We had quite a good rain last night, but I am hoping it dries out enough by Sunday for me to get my potatoes planted. I have expanded my patch just a bit, and I have some Kennebec white seed potatoes and some Norland Reds. I think I probably have too many seed potatoes for my space, so I may put a few into one of the raised beds to use for new potatoes. I have been waiting for a shipment of plants from a mail order nursery, but I am afraid they are going to be too late for them to get a good start before the hot weather hits us. It may be a bit chilly now, but I know it won’t last for long!

Live and enjoy,

Kelly

 

Ice Storm

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I guess the Arkansas groundhog was wrong, because winter definitely grabbed us with her icy claws last night. Luckily, we had a lot of rain today, and the temperature was just above the freezing mark, so most of the ice was washed off the roads.  You can see the cedars are bowing under the weight of the ice.  The glaze on the chain link fence was a good quarter inch thick all around. Boy, am I glad my peas haven’t sprouted yet!  I think we are expecting highs in the 50s tomorrow, so hopefully this will all be gone tomorrow, but it will definitely be too wet for working in the garden this weekend.

Enjoy life,

Kelly

Seedlings

 

Seedlings

I potted up my seedlings this weekend – broccoli, cauliflower, cabbage, cumin, and basil. Here’s a picture of my little cauliflower babies!  My peppers still have not sprouted – I think the back room is simply too cool for them to germinate.  I will probably need to try to start them here in the house and hope they don’t dry out too badly. I have a nice hot pepper seed mix to start, and the basic bells and chili peppers, but I really need to get moving so they will be ready when the ground warms up here.

Enjoy life,

Kelly

 

2013 Gardening

Today I planted 8 rows of English peas and 4 rows of snap peas.  1 row of spinach, 1 of lettuce and 1 of onions (from seed). Broccoli, cauliflower and cabbage seeds that I started indoors last weekend are sprouting.  Still no sprouts on the herbs and peppers I started, but it may be a bit cool in the back room.  If I don’t see anything this week, I will try bringing them into the main part of the house. I dug a few parsley and dill “volunteers” and put them in pots to take to the girls at work. I have a few sweet potatoes that were sprouting just fine in the kitchen, but now that I have put them in water, they don’t seem to be growing much. *sigh*  I’m sure I’m being impatient.  I am so ready to get the garden started!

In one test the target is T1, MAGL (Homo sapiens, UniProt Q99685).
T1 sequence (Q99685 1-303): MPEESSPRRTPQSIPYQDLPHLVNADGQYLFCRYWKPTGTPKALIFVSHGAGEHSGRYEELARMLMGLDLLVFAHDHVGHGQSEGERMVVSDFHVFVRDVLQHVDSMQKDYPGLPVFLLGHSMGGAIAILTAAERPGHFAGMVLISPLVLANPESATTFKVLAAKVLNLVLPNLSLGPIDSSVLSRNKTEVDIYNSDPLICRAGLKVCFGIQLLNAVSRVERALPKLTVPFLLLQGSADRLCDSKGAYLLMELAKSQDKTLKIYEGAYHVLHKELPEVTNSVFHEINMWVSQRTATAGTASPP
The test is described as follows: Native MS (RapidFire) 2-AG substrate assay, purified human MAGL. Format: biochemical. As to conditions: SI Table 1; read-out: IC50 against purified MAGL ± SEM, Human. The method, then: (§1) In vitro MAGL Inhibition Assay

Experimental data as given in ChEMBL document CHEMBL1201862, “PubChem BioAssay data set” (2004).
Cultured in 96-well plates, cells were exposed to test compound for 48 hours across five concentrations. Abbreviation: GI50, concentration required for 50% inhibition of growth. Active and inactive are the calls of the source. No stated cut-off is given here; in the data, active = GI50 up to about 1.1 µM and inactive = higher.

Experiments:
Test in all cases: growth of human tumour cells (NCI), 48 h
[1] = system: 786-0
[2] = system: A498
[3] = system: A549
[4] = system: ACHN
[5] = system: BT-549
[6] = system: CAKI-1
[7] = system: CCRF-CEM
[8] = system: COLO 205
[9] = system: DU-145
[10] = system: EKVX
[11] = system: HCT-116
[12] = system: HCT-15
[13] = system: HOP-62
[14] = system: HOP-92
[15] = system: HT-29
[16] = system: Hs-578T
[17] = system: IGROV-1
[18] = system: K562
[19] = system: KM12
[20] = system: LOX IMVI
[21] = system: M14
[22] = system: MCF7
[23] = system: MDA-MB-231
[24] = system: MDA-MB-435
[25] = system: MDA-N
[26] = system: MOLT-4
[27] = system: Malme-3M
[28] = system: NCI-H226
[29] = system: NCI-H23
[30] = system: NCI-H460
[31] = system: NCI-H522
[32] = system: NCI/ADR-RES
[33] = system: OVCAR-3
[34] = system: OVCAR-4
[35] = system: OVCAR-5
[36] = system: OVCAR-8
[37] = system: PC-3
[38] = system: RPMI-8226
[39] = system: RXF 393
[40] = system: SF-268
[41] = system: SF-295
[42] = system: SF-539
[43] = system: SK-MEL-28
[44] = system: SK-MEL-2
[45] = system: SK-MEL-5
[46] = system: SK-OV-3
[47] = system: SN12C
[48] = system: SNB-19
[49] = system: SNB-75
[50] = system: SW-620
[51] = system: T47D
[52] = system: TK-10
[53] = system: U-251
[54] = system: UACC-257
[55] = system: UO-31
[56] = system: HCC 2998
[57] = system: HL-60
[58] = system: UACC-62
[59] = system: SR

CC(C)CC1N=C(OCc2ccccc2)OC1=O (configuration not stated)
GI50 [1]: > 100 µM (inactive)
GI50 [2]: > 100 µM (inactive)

How the Mighty Have Fallen

Saturday afternoon I was in the garden as usual, harvesting some parsley seed, when I heard one of my dogs yelping and squealing. When I went to investigate, I found he had been hit by a car.

Chester is definitely a member of the family. He is about 4 years old and all of about 5 pounds. Chester doesn’t know he’s a little dog, though, and it’s really funny to watch him chase my neighbor’s two big Labs out of our yard, or bark fearlessly at the vultures that constantly fly overhead, taking advantage of our bluffside updrafts.

I have never worried about our dogs being hit by a car, since we live at the end of a long dead-end road, but Saturday proved nothing is certain. Sadly, whoever hit him didn’t even stop, and by the time I got to the road, there wasn’t a car in sight. I think the car must have just clipped Chester, because it really wouldn’t take much to kill a little dog like that, so probably the person never knew they had hit him, but it still makes me mad.

So here is a picture of poor little Chester, after surgery to repair his leg which was broken in three places! He also has three pelvic fractures, which don’t require surgery, but will require him to be confined for some time while they heal. Also lots of bruising – poor guy! Hopefully, he will be back to his normal fearless self soon. Now to pay off the $900 vet bill – ouch!

Enjoy life,
Kelly